Role of two secreted proteins from Trichoderma virens in mycoparasitism and induction of plant resistance



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Texas A&M University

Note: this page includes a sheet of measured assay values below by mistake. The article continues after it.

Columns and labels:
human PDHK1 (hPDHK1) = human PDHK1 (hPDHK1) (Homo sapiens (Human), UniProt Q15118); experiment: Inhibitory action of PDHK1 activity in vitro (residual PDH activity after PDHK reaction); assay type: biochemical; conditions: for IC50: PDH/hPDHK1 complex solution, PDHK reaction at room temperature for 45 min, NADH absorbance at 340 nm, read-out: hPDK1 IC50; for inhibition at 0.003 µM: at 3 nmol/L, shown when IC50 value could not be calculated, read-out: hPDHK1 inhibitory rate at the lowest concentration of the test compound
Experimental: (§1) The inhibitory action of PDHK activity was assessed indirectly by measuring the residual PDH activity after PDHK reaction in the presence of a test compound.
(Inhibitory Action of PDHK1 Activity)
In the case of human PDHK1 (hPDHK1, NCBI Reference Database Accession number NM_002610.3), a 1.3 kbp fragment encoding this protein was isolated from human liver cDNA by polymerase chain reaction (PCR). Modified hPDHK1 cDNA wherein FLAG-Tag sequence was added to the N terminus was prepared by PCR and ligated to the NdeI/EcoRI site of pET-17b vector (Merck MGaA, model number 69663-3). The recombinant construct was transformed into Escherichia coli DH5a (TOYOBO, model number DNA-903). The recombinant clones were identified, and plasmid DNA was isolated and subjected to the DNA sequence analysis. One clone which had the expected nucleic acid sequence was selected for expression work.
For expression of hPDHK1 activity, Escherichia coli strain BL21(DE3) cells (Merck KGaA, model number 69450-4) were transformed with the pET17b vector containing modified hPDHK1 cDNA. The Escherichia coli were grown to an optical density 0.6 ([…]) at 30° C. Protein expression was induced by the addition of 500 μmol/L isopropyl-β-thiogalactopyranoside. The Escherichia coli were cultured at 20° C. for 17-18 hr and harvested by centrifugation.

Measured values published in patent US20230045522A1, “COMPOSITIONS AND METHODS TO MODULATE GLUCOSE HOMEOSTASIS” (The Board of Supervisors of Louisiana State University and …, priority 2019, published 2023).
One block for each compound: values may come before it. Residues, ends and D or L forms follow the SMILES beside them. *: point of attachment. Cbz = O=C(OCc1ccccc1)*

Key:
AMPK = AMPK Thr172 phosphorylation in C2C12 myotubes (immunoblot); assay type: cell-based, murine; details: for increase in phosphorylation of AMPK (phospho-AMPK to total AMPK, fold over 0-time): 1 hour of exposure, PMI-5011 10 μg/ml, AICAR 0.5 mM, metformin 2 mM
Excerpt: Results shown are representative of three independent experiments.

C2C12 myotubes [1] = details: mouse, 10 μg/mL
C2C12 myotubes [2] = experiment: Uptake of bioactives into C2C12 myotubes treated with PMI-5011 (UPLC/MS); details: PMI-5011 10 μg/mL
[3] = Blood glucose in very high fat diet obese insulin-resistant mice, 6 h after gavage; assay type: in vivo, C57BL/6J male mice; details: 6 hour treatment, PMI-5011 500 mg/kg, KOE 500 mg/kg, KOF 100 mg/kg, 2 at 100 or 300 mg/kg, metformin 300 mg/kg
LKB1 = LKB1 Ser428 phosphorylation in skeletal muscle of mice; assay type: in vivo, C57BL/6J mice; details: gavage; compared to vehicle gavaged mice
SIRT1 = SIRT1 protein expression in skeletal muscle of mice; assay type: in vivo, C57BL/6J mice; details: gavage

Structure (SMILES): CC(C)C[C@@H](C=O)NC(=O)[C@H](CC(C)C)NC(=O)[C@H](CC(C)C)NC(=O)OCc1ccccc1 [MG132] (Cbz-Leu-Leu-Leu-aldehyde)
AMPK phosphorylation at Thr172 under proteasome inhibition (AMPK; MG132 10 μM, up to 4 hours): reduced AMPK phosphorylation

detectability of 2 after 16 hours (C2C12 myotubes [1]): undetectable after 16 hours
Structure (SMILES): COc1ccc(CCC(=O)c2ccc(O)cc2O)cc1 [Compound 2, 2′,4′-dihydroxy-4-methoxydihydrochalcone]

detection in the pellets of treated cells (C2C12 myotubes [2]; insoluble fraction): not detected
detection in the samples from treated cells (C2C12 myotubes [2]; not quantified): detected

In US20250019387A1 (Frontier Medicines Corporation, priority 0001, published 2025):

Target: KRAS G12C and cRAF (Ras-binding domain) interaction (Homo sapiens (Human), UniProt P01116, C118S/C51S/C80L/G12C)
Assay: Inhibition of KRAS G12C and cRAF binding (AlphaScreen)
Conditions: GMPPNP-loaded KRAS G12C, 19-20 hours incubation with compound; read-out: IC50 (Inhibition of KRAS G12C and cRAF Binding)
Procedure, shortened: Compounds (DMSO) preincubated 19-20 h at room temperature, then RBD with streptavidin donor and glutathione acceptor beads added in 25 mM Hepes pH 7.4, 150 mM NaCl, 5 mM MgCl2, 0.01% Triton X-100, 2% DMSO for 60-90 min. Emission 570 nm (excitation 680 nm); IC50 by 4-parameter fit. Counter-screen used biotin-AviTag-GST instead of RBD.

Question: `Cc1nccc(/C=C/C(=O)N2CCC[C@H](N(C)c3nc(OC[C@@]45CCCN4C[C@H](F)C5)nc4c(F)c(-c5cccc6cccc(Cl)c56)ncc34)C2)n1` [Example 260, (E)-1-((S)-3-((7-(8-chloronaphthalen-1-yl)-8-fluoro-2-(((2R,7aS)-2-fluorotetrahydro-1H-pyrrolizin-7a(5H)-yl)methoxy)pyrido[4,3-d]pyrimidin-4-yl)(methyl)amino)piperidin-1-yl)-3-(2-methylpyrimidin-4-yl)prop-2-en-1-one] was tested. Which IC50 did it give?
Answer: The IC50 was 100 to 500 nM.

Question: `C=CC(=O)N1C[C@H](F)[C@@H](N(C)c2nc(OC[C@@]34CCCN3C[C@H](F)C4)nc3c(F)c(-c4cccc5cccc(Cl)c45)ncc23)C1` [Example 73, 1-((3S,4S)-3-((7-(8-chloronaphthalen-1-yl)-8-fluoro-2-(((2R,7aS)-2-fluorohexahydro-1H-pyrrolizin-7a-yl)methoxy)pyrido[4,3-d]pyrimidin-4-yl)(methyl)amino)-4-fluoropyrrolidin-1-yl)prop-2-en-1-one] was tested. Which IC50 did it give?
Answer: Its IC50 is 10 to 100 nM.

The soil-borne filamentous fungus Trichoderma virens is a biocontrol agent with a well known ability to produce antibiotics, parasitize pathogenic fungi and induce systemic resistance in plants. Here we report the identification, purification and characterization of an elicitor secreted by T. virens; a small protein designated Sm1 (small protein 1). Confrontation and disk assays demonstrated that Sm1 lacks toxic activity against plants and microbes. Native, purified Sm1 triggers production of reactive oxygen species in rice (Oryza sativa) and cotton (Gossypium hirsutum), and induces the expression of defense related genes both locally and systemically in cotton. Gene expression analysis revealed that SM1 is expressed throughout fungal development and is transcriptionally regulated by nutrient conditions and the presence of a host plant. When T. virens was co-cultured with cotton in an axenic hydroponic system, SM1 expression and secretion of the protein was significantly higher than when the fungus was grown alone. These results indicate that Sm1 is involved in plant-Trichoderma recognition and the induction of resistance by activation of plant defense mechanisms. Following the cloning of SM1, strains disrupted in or over-expressing SM1 were generated. Targeted gene disruption revealed that SM1 was not involved in fungal development. Expression of defense related genes in cotton and maize (Zea mays) was induced locally and systemically following colonization by T. virens in the hydroponic system. Low levels of expression of cotton or maize defense genes were found when seedlings were grown with a T. virens strain disrupted in SM1, ssupporting the Sm1-elicitor hypothesis. Additionally, unique proteins in T.virens-cotton/maize interaction were identified. Thus, the induction of defense responses in two agriculturally important crops appears to be microbially mediated. Functional analysis of a cell wall degrading enzyme, beta-1,6-glucananse (Tv-bgn3) from T. virens, demonstrated involvement of this enzyme indirectly in mycoparasitic activity of T. virens. Protein extracts from the strain disrupted in TV-BGN3 displayed reduced capability to inhibit growth of Pythium ultimum as compared to the wild-type. Additionally, protein extracts from the strains co-expressed with TV-BGN2 (beta-1,3-glucananse) from T. virens showed a significantly increased capability to inhibit growth of P. ultimum and Rhizoctonia solani hyphae.